Posted by Curt on 17 February, 2021 at 10:53 am. 3 comments already!


By Sister Toldjah

Last week, we reported on how Joe Biden’s (now former) deputy press secretary T.J. Ducklo was dating Axios reporter and MSNBC contributor Alexi McCammond. Their relationship raised conflict of interest and ethics questions, especially since McCammond used to be assigned to the Biden beat (she’s now on the Harris beat).

A few days after the story made waves, another one broke about how Ducklo allegedly threatened to “destroy” Politico reporter Tara Palmeri last month for working on a story about his relationship with McCammond. According to Vanity Fair sources, Ducklo used his position in the Biden administration to try and intimidate Palmeri into not running the story. “I will destroy you,” Ducklo told her on Inauguration Day:

During the off-the-record call, Ducklo made derogatory and misogynistic comments, accusing Palmeri of only reporting on his relationship—which, due to the ethics questions that factor into the relationship between a journalist and White House official, falls under the purview of her reporting beat—because she was “jealous” that an unidentified man in the past had “wanted to f*ck” McCammond “and not you.” Ducklo also accused Palmeri of being “jealous” of his relationship with McCammond.

In response to the Vanity Fair report, Biden’s White House press secretary Jen Psaki announced a one-week suspension for Ducklo, which the administration apparently thought was enough. But it wasn’t, not to people who remembered Biden’s promise to fire anyone “on the spot” who did what Ducklo did. A day later, Ducklo resigned.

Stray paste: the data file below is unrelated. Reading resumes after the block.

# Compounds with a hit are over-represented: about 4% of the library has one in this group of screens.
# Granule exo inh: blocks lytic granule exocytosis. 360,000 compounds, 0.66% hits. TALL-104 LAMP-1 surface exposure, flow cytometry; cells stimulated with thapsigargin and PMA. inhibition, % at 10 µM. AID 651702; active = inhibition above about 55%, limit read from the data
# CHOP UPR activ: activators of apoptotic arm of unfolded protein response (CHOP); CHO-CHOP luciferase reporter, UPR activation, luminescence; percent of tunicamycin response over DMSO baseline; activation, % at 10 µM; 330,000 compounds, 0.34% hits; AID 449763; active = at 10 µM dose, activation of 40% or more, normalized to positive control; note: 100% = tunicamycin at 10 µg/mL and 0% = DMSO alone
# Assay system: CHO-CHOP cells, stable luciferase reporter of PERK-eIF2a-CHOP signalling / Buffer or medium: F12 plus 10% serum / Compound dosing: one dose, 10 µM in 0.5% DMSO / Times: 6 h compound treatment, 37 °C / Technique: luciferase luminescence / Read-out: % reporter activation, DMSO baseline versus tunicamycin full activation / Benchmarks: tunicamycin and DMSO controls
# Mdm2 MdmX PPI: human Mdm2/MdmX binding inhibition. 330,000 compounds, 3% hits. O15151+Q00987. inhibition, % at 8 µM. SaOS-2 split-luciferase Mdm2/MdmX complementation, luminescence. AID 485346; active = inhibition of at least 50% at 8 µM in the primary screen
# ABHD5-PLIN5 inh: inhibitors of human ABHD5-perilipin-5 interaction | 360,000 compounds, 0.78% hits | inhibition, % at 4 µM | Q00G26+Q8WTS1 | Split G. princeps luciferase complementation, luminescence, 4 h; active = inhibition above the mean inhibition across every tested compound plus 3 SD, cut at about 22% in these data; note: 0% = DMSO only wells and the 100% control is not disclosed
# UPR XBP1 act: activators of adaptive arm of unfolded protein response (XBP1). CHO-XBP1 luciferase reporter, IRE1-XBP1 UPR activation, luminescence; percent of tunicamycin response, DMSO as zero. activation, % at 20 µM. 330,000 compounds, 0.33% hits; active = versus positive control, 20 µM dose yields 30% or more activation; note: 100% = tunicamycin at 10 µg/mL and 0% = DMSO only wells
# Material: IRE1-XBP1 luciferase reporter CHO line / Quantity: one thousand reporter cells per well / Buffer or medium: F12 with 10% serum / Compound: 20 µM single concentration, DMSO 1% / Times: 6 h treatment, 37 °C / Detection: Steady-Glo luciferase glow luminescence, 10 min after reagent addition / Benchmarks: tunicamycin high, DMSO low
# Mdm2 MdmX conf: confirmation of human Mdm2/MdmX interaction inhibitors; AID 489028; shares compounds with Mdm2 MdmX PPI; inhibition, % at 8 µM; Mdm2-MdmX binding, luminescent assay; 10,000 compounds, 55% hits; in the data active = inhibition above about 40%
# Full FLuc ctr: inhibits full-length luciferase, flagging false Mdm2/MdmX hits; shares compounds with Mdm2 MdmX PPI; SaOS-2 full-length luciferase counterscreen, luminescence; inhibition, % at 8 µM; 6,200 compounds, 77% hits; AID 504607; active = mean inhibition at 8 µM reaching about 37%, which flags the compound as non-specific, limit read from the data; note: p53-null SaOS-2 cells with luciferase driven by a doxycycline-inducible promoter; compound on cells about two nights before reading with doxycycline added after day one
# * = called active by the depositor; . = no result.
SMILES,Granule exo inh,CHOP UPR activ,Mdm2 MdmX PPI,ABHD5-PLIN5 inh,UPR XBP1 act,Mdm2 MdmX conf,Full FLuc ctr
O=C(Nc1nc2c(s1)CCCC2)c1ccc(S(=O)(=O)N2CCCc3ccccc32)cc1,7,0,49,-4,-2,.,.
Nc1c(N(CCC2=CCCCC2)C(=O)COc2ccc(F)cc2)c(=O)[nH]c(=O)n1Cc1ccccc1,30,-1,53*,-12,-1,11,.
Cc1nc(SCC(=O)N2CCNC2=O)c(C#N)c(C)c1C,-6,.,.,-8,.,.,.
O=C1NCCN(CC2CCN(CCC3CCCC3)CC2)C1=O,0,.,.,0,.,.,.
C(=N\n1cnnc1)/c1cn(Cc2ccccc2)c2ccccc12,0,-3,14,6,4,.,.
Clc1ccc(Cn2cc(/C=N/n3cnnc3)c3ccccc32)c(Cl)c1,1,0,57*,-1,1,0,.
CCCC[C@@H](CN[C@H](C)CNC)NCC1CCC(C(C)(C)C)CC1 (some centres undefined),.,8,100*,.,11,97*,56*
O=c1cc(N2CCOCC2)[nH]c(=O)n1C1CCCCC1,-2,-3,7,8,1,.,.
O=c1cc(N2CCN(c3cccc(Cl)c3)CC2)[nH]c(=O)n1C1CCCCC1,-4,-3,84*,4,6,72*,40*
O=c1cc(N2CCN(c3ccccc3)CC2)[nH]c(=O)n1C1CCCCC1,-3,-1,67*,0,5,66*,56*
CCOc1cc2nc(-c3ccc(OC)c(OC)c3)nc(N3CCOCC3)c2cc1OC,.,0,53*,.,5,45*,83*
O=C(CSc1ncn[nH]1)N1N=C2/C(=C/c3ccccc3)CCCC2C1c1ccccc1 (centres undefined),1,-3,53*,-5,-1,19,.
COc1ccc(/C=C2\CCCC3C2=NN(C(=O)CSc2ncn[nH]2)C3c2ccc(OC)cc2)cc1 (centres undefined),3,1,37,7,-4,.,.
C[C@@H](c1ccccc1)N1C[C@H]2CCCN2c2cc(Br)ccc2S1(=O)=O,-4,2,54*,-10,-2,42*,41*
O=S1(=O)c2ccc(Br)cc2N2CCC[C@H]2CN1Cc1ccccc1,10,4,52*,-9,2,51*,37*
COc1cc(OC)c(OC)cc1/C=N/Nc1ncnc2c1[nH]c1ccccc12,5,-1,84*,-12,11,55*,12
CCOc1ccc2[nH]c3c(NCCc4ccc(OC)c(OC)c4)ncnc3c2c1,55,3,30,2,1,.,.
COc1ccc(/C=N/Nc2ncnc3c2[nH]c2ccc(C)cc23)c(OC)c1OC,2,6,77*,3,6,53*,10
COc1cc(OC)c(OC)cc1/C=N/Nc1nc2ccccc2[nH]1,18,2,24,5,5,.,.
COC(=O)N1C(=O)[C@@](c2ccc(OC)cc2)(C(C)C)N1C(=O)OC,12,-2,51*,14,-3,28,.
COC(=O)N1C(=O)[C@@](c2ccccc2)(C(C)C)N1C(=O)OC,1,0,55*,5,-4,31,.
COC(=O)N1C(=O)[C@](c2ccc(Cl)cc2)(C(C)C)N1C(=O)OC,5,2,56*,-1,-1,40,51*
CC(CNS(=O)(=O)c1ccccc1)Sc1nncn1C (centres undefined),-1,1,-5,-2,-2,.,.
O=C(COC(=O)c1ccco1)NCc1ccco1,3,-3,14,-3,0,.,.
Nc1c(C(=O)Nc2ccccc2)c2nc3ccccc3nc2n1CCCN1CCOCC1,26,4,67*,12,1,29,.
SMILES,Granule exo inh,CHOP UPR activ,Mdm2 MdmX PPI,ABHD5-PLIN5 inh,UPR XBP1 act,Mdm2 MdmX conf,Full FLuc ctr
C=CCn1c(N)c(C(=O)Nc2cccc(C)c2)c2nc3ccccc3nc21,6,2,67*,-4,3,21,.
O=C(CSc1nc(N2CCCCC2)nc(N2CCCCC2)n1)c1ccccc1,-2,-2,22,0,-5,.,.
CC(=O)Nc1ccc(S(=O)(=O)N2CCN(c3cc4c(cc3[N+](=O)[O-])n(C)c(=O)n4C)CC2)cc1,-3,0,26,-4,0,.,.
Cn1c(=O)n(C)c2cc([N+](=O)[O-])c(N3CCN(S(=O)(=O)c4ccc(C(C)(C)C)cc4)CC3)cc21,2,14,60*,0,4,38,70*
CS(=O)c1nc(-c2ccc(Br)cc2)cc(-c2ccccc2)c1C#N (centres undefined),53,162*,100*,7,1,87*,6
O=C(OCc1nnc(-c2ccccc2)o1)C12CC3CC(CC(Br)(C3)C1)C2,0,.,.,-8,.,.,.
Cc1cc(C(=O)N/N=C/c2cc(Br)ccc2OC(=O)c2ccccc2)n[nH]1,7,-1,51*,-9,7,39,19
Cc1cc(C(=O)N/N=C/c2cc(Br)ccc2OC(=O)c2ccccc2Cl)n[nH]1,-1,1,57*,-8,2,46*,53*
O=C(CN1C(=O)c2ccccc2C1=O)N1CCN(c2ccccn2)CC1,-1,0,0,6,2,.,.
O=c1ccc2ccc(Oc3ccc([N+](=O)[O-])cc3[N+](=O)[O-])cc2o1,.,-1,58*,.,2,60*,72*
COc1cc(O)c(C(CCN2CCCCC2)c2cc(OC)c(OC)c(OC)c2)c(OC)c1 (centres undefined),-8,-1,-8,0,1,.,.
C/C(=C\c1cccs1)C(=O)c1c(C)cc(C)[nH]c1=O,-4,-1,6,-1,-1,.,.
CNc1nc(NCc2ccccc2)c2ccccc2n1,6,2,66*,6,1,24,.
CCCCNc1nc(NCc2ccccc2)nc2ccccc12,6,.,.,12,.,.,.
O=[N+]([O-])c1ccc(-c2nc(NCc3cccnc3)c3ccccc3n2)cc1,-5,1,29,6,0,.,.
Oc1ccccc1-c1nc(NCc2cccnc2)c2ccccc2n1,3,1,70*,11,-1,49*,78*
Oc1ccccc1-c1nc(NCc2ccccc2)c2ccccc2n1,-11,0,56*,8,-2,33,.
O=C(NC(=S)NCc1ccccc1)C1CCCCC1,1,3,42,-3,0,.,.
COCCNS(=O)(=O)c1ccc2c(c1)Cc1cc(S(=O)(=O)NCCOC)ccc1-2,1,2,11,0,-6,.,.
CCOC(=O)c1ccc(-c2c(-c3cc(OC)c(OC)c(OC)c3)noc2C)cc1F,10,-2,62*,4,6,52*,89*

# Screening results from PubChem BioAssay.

During today’s White House press briefing, Psaki was asked by NBC News reporter Peter Alexander if Biden’s position on firing someone “on the spot” for disrespecting someone else changed considering that’s not the action that was taken in this case, and here’s what Psaki had to say:

Um, no. It most definitely does not “speak for itself” as she’s trying to frame it, especially when you consider not only Biden’s Inauguration Day comments about firing someone “on the spot” for talking down to someone, but also when you consider that the Biden administration’s initial response was a one-week suspension, not a firing:

The timeline here is important because the White House was made aware of Ducklo’s comments the day after he is said to have made them, according to Vanity Fair:

The following day, an editor at Politico reached out to the White House about Ducklo’s threats, spurring multiple conversations between the news outlet and senior-level officials on January 21, including White House Press Secretary Jen Psaki, White House Communications Director Kate Bedingfield, and Biden senior adviser Anita Dunn. In one of those calls, senior White House officials acknowledged that Ducklo’s handling of the call with Palmeri was inappropriate and said he would send a note to her apologizing for the comments. In another conversation, the same White House officials took aim at Palmeri by accusing her of breaking an off-the-record agreement with Ducklo and pressing Politico as to why the contents of the call had been revealed. Palmeri had only informed her editors of the contents of the call, which she had transcribed into her notes as it was happening, after they asked her about it.

The facts matter here, and the facts are as follows:

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